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xnbd-register - Restore xNBD sessions upon boot

XNBD-REGISTER(8) xNBD Manual XNBD-REGISTER(8)

NAME

xnbd-register - Restore xNBD sessions upon boot

SYNOPSIS

xnbd-register [OPTIONS] --start
 
xnbd-register [OPTIONS] --stop
 
xnbd-register [OPTIONS] --restart
 
xnbd-register [OPTIONS] --status

DESCRIPTION

With the xnbd-register command one can restore xnbd-wrapper and xnbd-client sessions based on a configuration file. This is useful to start client, wrapper or both upon boot.
 
To achieve this, xnbd-register reads a semi-structured configuration file located in /etc/xnbd.conf. See below for format hints.

OPTIONS

The following options are supported:
--start
Start devices configured in the configuration files. If the configuration files describes volumes, xnbd-register will try to establish a client connection to the configured wrapper instance.
 
Alternatively, xnbd-register will start sharing configured volumes by starting an xnbd-wrapper super server.
--status
Retrieve wrapper status from a running xnbd-wrapper command, if applicable.
--stop
Analogous to the start option, the stop argument will stop all xnbd connection, being client or wrapper instances.
--restart
Restart all xnbd instances, being client or wrapper
--config FILE
Config file to use. Defaults to /etc/xnbd.conf.
--quiet
Do not produce verbose output

CONFIGURATION FILE

xnbd-register will read its defaults from /etc/xnbd.conf. This is a semi-structured configuration file, describing client and wrapper connections that are supposed to be restored upon start of the system.
 
The syntax of the file is a JSON data structure, allowing comments starting with a hash key ("#"). Two types of objects are recognized: xnbd volumes and a wrapper instance. xnbd volumes are indexed by the supposed devices name. This is, to restore /dev/nbd0 an object named "nbd0" must be configured. Valid arguments are host, name and port. So, for example, this is to configure /dev/nbd0 connecting to localhost on port 8520. If present, identify the shared device by the configured logical name:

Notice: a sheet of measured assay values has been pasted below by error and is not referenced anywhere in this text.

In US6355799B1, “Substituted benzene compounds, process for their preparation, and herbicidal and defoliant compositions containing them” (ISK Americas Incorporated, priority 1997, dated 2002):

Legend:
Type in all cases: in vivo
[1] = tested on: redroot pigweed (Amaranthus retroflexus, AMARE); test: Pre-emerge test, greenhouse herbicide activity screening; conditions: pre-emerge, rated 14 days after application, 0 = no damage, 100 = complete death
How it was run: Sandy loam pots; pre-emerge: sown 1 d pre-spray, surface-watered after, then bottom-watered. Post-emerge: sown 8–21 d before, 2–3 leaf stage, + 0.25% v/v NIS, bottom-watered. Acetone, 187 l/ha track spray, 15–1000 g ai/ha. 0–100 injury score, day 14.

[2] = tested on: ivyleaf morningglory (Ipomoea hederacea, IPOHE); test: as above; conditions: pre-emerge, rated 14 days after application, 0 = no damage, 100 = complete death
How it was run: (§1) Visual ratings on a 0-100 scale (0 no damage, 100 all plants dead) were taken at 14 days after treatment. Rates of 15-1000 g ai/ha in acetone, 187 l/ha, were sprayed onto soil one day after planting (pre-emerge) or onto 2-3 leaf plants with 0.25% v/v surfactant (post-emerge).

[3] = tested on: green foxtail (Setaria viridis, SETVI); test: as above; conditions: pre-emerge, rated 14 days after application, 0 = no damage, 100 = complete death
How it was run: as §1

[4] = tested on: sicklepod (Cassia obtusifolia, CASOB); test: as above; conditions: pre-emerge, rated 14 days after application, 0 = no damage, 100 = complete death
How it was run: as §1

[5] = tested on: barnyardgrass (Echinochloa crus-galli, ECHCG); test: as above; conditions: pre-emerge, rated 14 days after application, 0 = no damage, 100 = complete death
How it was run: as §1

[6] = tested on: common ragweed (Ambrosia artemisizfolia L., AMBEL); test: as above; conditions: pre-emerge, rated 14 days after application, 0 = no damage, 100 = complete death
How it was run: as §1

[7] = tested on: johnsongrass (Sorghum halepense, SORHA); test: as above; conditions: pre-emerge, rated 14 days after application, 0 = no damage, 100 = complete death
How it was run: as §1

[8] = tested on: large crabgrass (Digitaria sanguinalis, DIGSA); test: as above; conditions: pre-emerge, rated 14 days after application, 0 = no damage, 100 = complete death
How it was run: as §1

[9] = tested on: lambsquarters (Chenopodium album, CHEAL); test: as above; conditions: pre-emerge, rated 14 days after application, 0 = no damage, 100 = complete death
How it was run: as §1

"nbd0": {
    "host": "127.0.0.1",
    "port": 8520,
    "name": "name"
}
 
Similarly, a wrapper instance configures an xnbd-wrapper. Valid options are:
address
Specifies the listening address
port
Specifies the listening port
socket
Specifies the listening socket for the control channels
logpath
Specifies the log path where logging output is being redirected to
volumes
A mapping of volumes which are exported. Mapping keys are export names, mapping values are disk image paths.
 
"wrapper": {
    "address": "127.0.0.1",
    "port": 8520,
    "socket": "/var/run/xnbd.ctl",
    "logpath": "/var/log/xnbd.log",
    "volumes": {
        "one": "/dev/volume",
        "two": "/dev/sdb1",
        "three": "/var/lib/image.file",
    }
}

SEE ALSO

xnbd-wrapper(8), xnbd-client(1)

AUTHOR

xnbd-register was written by Arno Toell (arno@debian.org) for the Debian GNU/Linux system.
 
This manual page was written by Arno Toell (arno@debian.org) for the Debian GNU/Linux system (but may be used by others). Permission is granted to copy, distribute and/or modify this document under the terms of the GNU General Public License, version 2, as published by the Free Software Foundation.
02/12/2014 xNBD 0.3.0